Over the years, I’ve often been asked about the short stories in Lovers and Strangers Revisited (MPH 2008), previously published by Silverfish (2005), and originally as Lovers and Strangers (Heinemann Asia 1993). Where I got the ideas? How I wrote them? Why I revise them even after they’ve been published! And are the stories true?
In the preface to the original collection I wrote, “There’s a lot of truth in all fiction and a lot of fiction in all truth, so what may seem real may, in fact, be made up, and what may seem made up could very well be based on fact. The characters in this collection only exist in the author’s and the reader’s mind and if they bear a resemblance to anyone you know, then it’s merely a coincidence.”
As we all know there’s a blurry line between truth and fiction. Some stories that I wrote started out based on fact and got changed along the way to make it a better story. Others started out as pure fiction but some truth got added in to make the story seem more realistic. I tried to make all the stories seem real, as if they had happened. Maybe that’s why these 15 – now 17 stories – have been published, at last count, 78 times in eleven countries (updated, 2 September 2010), taught in numerous Malaysian universities, private colleges, in SPM literature, and even a high school in Canada.
So with the new version of Lovers and Strangers Revisited published by MPH, I thought I would do a series of blogs on the stories – the story behind the story – which I hope will answer these questions about truth and fiction and also, perhaps, inspire some of you who write to take another look at your own story ideas, to see if you can make them resonate with the reader, and perhaps even break you from your own truth, which often gets in the way of a good short story.
Already I can hear protests, “But that’s the way it really happened!” Yes, no doubt, but to get to the essential story, the “real” story, sometimes you need to take a step back from your truth and ask yourself, does your truth serve the story, or does it hamper it? Of course, I’m referring to writing fiction not a memoir. And by making the necessary changes, you never know where you’re story will take you. For example, I started a story about a man riding in a taxi and it ended up being published 13 times, and now it’s the lead story in this collection.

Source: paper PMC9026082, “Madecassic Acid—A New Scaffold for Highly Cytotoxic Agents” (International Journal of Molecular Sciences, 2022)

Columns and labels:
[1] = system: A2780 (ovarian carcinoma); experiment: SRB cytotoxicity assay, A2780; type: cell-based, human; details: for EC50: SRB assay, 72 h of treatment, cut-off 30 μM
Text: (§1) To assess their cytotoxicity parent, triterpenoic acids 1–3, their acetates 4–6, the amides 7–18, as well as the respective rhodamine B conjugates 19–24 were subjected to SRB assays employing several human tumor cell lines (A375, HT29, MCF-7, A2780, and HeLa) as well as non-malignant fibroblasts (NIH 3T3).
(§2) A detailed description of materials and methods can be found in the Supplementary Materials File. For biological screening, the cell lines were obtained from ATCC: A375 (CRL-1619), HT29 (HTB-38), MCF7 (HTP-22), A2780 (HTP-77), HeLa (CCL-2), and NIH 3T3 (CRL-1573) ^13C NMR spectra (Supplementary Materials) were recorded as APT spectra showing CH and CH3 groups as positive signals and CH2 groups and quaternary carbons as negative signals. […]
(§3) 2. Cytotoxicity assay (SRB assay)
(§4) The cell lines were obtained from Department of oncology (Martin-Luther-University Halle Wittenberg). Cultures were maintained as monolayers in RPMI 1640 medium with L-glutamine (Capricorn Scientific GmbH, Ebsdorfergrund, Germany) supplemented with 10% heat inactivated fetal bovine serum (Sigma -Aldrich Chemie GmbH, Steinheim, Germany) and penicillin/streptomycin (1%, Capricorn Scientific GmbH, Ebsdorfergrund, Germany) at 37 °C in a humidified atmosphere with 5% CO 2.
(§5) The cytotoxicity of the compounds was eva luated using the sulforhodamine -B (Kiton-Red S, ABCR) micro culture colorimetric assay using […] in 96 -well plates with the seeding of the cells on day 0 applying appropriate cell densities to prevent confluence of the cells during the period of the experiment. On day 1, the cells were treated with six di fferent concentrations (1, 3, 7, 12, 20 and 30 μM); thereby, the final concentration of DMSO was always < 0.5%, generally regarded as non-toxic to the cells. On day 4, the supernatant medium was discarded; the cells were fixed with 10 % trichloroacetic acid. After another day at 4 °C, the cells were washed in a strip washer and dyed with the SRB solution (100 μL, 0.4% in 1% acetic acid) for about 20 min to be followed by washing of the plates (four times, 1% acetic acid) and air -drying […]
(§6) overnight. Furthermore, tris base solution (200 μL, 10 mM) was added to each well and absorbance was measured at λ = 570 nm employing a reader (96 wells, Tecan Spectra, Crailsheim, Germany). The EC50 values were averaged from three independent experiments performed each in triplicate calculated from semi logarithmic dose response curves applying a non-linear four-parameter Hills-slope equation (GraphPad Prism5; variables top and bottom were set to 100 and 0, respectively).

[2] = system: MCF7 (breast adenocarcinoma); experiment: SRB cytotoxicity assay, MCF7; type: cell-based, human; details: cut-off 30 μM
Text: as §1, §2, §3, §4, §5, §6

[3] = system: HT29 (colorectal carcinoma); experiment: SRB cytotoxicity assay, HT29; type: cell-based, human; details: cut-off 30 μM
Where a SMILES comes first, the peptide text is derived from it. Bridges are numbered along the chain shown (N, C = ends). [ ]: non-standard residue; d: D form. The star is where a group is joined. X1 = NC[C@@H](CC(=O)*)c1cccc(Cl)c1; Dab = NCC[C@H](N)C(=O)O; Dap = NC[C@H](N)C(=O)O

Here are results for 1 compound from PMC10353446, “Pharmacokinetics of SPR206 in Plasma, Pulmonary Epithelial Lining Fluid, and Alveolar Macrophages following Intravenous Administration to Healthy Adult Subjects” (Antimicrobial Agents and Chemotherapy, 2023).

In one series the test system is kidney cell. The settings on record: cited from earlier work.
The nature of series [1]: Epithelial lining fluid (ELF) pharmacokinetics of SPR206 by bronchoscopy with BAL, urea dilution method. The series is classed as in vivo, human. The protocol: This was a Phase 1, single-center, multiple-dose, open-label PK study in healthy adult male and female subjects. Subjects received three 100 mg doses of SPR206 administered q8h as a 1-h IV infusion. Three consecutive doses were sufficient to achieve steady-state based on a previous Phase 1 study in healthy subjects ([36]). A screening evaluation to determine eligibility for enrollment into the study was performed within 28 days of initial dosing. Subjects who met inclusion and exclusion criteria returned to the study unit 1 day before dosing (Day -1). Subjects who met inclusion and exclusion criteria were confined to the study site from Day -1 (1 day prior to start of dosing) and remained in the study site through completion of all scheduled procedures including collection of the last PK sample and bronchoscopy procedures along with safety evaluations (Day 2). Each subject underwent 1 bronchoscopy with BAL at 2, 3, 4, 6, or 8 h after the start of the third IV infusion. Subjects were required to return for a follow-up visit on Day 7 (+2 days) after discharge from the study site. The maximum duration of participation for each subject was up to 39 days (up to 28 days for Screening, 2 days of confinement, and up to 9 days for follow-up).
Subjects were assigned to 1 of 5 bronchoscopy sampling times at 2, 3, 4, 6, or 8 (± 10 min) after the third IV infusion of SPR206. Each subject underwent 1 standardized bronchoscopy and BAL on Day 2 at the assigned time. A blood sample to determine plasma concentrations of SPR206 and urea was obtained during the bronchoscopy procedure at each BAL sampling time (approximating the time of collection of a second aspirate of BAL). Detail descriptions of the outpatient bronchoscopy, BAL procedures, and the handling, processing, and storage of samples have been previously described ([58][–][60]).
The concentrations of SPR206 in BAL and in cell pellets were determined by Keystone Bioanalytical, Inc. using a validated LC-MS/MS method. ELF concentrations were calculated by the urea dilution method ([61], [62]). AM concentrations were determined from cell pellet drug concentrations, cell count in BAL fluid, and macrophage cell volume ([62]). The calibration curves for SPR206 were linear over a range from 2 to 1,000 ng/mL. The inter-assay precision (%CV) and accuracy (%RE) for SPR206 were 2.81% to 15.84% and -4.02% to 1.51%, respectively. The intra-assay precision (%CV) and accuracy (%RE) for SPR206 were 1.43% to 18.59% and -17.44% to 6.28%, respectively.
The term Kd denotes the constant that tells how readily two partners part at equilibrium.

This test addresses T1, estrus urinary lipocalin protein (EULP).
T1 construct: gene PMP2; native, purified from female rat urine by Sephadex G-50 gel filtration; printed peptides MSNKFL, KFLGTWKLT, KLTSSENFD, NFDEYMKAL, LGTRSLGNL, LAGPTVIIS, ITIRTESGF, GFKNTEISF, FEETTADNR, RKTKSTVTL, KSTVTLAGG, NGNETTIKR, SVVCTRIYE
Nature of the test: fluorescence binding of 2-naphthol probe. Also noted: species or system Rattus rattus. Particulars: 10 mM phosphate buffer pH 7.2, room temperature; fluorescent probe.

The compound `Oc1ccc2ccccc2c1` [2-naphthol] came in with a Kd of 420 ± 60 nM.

The original idea for “On Fridays” came when I was part-time adviser for MACEE, Malaysian American Commission on Educational Exchange. Every Friday I would take a sixteen kilometer taxi ride into George Town. It was a share taxi, whereby we share it with other passengers, who get on and off at various locations.
I saw this taxi as a metaphor for multiracial Malaysia, where people of various races live and work in close proximity and in relative harmony. So I added an unnamed Westerner, an expat, who becomes interested in a Malay woman sitting beside him in a taxi, yet because of the other passengers, he feels too self-conscious to act.
Although I normally write in the third person, I chose to write this story in the first person at the expense of people assuming that it’s autobiographical. As many of you know, when you use the first person “I” as the narrator, people naturally assume it’s the author or in this case, it’s “me”. Unlike the character, by the way, I don’t paint, and the character taught English years before I ever did.